Jewell Cardwell

Once her oncologist delivered the dire news, Phyllis (Grutzmacher) Cottle stoically decided her exit would be a private one.

Diagnosed last spring with Stage IV cancer, the Cuyahoga Falls woman — also known to close friends as “Bobbie” — died Friday in the home she shared with her beloved cat Sabrina. She was 73. Cremation is being planned and the funeral service will be private.

It was understandable that Phyllis, who lived the last 28 years in the public’s eye — part of it because of the ugly crime that marred her life, and part of it showing others how to stand up to evil — chose a private send-off.

But there is an important role on her journey of unfinished business that Phyllis Cottle would want us to play. And that’s to continue writing, protesting and fighting on her behalf before the Ohio Parole Board each time Samuel J. Herring (inmate A180009) petitions the parole board for release.

Herring is the man who abducted Phyllis Cottle near her job at West Exchange and Cedar streets in Akron on March 20, 1984, and violated her in unimaginable ways; she was robbed, raped, blinded with a knife, and locked inside her 1974 Buick LeSabre, which he set on fire. Of course, he hadn’t counted on the bookkeeper whose hobby was photography to survive, let alone to be able to identify him. But she did.

“My mother wants people to write the parole board not only for her situation,” her daughter Dianne Cannady said. “She wants people to do that for others as well. Opinion, she would always say, does matter.”

Cannady credited her mother’s strong will with helping her to navigate both nightmares: what Herring did to her, and the cancer diagnosis.

“She had her moments when it first happened that she was really upset,” Cannady said about her mother losing her eyesight. “Then she almost methodically began processing the situation, like putting things in a file system in her head like she did as a bookkeeper. Her thinking was ‘I have to overcome this in order to take care of everyone else.’

“It was like she was saying to herself, ‘I’ve got to hurry and get over this.’

“She took everything in stride,” Cannady continued. “She never panicked. That was just her personality. And if she was your friend, she was your friend for life.”

Inspiration to others

Those close to her, including Lucy Dobbins, Gretchen Raymond, Dolores Juriga, and Ann and John Kaser, could certainly attest to that.

“I met Phyllis about a year after she lost her sight,” Dobbins said. “It was down at the Akron Blind Center where my mother and I volunteered. We were fixtures there. My mother had answered an ad to teach bowling to the blind. … Phyllis and I clicked and have been friends ever since. …

“She was always such a positive person. … No matter how many times she was knocked down — with the death of her significant other [Thomas Gearhart] and her daughter [Sue Cottle] — somehow she always popped back up.”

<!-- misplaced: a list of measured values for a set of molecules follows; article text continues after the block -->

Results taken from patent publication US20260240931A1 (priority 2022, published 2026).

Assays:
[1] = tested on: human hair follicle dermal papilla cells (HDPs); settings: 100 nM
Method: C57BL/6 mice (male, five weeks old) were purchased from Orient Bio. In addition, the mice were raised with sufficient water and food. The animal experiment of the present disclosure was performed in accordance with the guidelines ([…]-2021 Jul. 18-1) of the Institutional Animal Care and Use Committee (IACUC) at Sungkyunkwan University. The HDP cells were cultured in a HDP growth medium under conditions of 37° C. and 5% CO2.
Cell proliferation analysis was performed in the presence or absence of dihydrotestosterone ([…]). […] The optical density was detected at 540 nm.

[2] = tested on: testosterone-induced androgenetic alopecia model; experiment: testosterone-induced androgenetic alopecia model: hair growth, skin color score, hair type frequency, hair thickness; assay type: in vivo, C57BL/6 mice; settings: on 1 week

Dobbins talked about what a funny taskmaster her friend was: “When I fell and dislocated my shoulder and had to have surgery, she would call me every day and asked if I was doing my exercises. She really kept after me because she knew I didn’t like exercise. It was always by phone but she kept after me. And there was no use telling her I was doing them if I wasn’t, because she could always tell in my voice if I was being sincere or not.

“She really was a special lady!” Dobbins continued.

In 1989 Dobbins, her mother and Phyllis embarked on an unlikely trip to Hawaii. “We had a great time. It’s a trip neither one of us would ever forget.”

Phyllis Cottle was always willing to speak to schools, churches or others about her blindness and how to work with blind people, Dobbins said. “So many nursing homes and hospitals do not know how to work with a totally blind person,” she said.

“What Phyllis really liked was visiting with the younger children and the questions they would ask,” Dobbins continued. “She told me about one little child asking her how she brushed her teeth. ‘The same as you do,’ Phyllis said. ‘OK, but how do you find your mouth?’ ”

Private, but never bitter

Gretchen Raymond, who took her shopping and to run errands, now has custody of the cat Sabrina. Ann Kaser, a retired nurse and neighbor who attended to Phyllis’ infusions, made it possible for her to remain at home to the end.

Those close to Phyllis say it was also her sense of humor that played a key role in helping her not to become bitter. “She tried to find humor in everything,” Cannady said.

“My mother was a very private person before 1984,” she continued. “So at the end she decided she wanted to be that private person again. … She figured she did her thing while she was here, that she had left her legacy through advocacy for the blind, and that she was an inspiration for a lot of people by living her life in the public’s eye, that she now needed some privacy.”

One of Phyllis’ greatest passions was the Akron Blind Center, which gave her the skills to navigate life when her world went dark. “They were such down-to-earth people,” her daughter marveled. “They were just average people who had lost their sight or were born without it. … There was no judgement-passing there. … They even taught her how to sew.”

For that reason, the family encourages that memorial donations be sent to the Akron Blind Center, 325 E. Market St., Akron, OH 44304; or to the Humane Society of Greater Akron, 7996 Darrow Road, Twinsburg, OH 44087.

In addition to Cannady, Phyllis Cottle also is survived by her daughter Robin Headrick, stepdaughter Kristen Gearhart, three grandchildren, one great-grandson and sister-in-law Barb Starcher.

Phyllis Cottle wished to thank Beacon Journal readers who sent her encouragement cards and kept her in their prayers. “They always brought me sunshine,” she said.

Jewell Cardwell can be reached at 330-996-3567 or jcardwell@thebeaconjournal.com.